The economic implications of the transition to a low-carbon energy system: a stock-flow consistent model
Authors: Emanuele Campiglio, Antoine Godin, Stephen Kinsella
Abstract: A number of different policies can be implemented to accelerate the flow of investment towards low-carbon sectors, from carbon taxes to ‘green’ financial regulation. This paper presents a small demand-led macroeconomic model aimed at studying the effectiveness of such policies, together with their implications for the wider economic and monetary dynamics. The model features two types of energy-producing capital stocks: a ‘dirty’ one based on fossil fuels, and a ‘green’ one based on renewable sources. The two sectors differ in terms of productivity, capital costs and access to credit. Firms producing consumption goods choose the mix of ‘dirty’ and ‘green’ energy according to energy prices and their set of preferences. The use of stock-flow consistent modelling and simulations allows us to study the transition to green energy capacity in a systemic perspective, explicitly considering the dynamics of the balance sheets of households, firms, government, banks and the central bank.
Investing in a new regime: Confidence and uncertainty in a low-carbon transition
Authors: Eric Kemp-Benedict
Abstract: This paper examines a low-carbon transition using post-Keynesian theory, which assumes fundamental uncertainty. Building on prior work, the paper applies a green-brown capital model in which “green” capital is less productive than “brown” capital in today’s economy, but becomes relatively more productive as it displaces brown capital. The earlier work identified a tension within countries between the need to maintain employment at desired levels and the need to stimulate low-carbon investments, and a tension between countries in that domestic policy outcomes depend on the actions of trading partners. This paper goes on to consider the impacts of behavioral change, such as reduced working time and reduced consumption in high-income countries, and of potentially divergent policies in high-income and developing countries. To capture fundamental uncertainty the paper uses exploratory scenario analysis, with the Shared Socioeconomic Pathways (SSPs), one component of the new generation of global climate scenarios, as a frame.
The transformation of the social relation to energy from the Fordism to Neoliberal capitalism. An macroeconomic and comparative empirical exploration in wealthy countries (1950-2010)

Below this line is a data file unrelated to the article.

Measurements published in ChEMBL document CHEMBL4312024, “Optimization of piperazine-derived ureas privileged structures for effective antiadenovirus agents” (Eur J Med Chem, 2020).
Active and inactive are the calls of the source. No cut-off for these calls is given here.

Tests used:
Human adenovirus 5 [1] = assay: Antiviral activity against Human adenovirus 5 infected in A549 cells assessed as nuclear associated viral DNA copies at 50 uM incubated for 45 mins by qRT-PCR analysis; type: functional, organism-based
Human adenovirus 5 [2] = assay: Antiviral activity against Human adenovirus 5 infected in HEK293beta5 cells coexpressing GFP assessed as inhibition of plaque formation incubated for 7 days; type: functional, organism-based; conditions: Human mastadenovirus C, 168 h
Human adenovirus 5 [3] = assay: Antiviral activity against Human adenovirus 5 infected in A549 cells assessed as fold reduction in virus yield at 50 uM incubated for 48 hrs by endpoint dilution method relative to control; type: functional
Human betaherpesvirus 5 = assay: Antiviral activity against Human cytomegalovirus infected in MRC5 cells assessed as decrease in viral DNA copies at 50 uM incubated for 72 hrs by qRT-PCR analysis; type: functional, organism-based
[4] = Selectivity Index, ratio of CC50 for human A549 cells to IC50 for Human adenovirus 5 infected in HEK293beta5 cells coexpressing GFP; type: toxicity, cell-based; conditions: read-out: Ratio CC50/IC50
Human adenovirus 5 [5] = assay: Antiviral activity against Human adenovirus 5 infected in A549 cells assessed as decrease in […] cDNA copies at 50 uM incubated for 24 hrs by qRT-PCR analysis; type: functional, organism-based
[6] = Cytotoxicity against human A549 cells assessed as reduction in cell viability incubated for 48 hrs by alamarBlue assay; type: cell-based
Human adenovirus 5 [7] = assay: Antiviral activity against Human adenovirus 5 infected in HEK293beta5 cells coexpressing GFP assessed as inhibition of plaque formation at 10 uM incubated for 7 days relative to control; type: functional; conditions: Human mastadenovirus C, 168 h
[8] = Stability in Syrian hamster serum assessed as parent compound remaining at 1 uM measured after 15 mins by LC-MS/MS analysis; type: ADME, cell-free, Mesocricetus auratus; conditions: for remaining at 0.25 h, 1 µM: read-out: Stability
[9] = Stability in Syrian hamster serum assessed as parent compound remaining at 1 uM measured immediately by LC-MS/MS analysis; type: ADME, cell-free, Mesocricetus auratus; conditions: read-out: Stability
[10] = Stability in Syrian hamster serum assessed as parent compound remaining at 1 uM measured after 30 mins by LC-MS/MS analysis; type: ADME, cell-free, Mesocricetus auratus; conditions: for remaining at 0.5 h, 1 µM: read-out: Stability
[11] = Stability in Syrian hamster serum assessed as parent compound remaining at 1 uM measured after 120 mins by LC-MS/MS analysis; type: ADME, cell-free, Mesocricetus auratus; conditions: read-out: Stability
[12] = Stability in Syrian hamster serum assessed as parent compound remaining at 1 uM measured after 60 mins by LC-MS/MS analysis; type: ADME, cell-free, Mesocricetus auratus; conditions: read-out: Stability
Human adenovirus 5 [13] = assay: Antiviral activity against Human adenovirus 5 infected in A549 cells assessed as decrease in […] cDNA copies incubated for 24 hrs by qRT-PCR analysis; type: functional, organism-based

Authors: Louison Cahen-Fourot
Abstract: Drawing on environmental data, this paper seeks to explore the role of the environment in the fordist-compromise as studied by the Régulation School. The environmental dimension is usually lacking in the regulationist analyses, despite some recent progress. We aim at revisiting the institutional compromise of the fordist era in assuming that the exploitation of the environment is a key aspect of the emergence of the fordist accumulation regime with its strong redistribution mechanisms. In the perspective of the emerging ecological macroeconomics, this paper seeks more broadly at enhancing our understanding of the environment as a key component of a particular accumulation regime. Insights from this analyse should help us comprehending the place of the environment in the current finance-led accumulation regime.
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Towards Post Keynesian Ecological Macroeconomics
Authors: Giuseppe Fontana, Malcolm Sawyer
Abstract: The paper proposes a post Keynesian approach to the macroeconomic analysis of sustainability. It explicitly acknowledges that economic growth is a double-edged sword. Growth can help to alleviate persistent levels of high unemployment, but it can also lead to potentially catastrophic environmental problems. Building on the Monetary Circuit theory and the Demand-led growth theory, the paper offers an analysis of the interconnections and interdependence of the economic, biophysical and social worlds and by doing it hopes to provide the building blocks for the establishment of Post Keynesian ecological macroeconomics.
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